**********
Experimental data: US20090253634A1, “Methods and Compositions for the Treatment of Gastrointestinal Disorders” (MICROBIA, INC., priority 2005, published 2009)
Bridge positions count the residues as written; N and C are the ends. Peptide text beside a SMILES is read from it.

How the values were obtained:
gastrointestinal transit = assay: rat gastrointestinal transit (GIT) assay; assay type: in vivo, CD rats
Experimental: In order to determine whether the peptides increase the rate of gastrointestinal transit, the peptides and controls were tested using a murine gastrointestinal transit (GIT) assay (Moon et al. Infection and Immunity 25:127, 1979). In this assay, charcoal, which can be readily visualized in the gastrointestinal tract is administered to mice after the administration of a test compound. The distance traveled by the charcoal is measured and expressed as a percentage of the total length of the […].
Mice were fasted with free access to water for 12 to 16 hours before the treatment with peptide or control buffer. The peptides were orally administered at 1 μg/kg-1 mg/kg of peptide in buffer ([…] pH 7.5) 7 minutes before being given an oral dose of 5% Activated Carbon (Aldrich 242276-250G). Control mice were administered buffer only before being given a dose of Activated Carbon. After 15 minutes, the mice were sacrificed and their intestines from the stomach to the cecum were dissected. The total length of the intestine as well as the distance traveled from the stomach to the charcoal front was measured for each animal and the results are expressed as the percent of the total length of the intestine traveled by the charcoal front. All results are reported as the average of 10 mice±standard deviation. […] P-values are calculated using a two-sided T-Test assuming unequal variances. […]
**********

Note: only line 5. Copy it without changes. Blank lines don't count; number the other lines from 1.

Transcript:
Experimental: In order to determine whether the peptides increase the rate of gastrointestinal transit, the peptides and controls were tested using a murine gastrointestinal transit (GIT) assay (Moon et al. Infection and Immunity 25:127, 1979). In this assay, charcoal, which can be readily visualized in the gastrointestinal tract is administered to mice after the administration of a test compound. The distance traveled by the charcoal is measured and expressed as a percentage of the total length of the […].